Helping inspire the world

James Rosenstock
James Rosenstock, president, Discovery Educational
International; executive vice president, global
corporate development, Discovery Communications

The mission statement of his prospective new employer — “to satisfy curiosity” — resonated with him, as his parents had been teachers, says James Rosenstock (FIN ’95), in recalling a big career move in 2007. But it didn’t hurt, he adds, that the company — Discovery Communications — also owned three of his favorite TV networks.

Rosenstock joined Discovery as a senior vice president, in charge of global mergers and acquisitions, corporate strategy, and new business development, and part of a new management team that would help the company go public in 2008.

He was promoted last year to the newly created position of president of Discovery Education International, to lead international growth strategy of the company’s fast-growing education division.

Rosenstock says Discovery is “unparalleled” as a global brand. “It’s the world’s number one nonfiction media company, with brands in 220 countries and territories and 190 television networks worldwide that truly inspire people’s curiosity about the world around them.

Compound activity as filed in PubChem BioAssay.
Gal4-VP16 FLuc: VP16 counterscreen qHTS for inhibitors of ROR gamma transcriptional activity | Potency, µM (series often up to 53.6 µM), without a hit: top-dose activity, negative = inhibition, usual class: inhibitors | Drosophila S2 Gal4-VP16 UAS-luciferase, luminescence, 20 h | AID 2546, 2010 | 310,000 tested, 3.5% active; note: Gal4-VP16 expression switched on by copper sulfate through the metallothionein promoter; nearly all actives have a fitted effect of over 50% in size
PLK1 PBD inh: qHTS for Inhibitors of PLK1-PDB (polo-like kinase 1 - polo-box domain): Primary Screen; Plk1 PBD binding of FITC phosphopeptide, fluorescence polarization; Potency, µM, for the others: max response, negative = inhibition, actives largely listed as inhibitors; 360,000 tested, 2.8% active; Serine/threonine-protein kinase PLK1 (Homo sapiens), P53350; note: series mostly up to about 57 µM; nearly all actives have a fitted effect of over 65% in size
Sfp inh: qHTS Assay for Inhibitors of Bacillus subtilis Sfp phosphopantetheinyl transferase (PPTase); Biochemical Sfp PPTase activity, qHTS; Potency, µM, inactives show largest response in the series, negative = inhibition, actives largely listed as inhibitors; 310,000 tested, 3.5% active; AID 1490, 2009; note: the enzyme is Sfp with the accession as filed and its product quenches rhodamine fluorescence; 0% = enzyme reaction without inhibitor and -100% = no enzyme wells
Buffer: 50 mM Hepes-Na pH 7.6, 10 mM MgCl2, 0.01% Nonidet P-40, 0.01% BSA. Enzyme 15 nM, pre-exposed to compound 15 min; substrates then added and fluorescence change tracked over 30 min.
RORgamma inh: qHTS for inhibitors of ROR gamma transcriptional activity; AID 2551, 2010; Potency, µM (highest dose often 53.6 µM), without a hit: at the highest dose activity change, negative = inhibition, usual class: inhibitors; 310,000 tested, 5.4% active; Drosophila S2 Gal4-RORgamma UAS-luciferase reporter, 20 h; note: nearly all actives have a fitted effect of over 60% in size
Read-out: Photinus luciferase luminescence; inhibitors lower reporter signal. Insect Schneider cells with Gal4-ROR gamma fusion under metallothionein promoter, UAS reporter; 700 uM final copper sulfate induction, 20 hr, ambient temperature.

“When we went public in 2008, we had an $8-billion valuation; today our valuation is nearly $30 billion. We’ve made our U.S. channels stronger and have significantly diversified the company internationally and digitally.”

The company also has a “fantastic culture that’s very young and innovative,” he says, citing its listing on the 2014 FORTUNE “100 Best Companies to Work For.”

Kids watching video on laptop
Elementary school students interact with the
Discovery Education Science TechbookTM

Now based at Discovery’s London office, Rosenstock says his priorities are to expand its international education business. “We’ve targeted a few key markets for investment and made our first acquisition in October 2013, buying Espresso Education.” That company is Britain’s leading provider of primary school digital education content, he says, and will serve as Discovery’s “beachhead to develop a broader U.K. business.”

Building a career in media and entertainment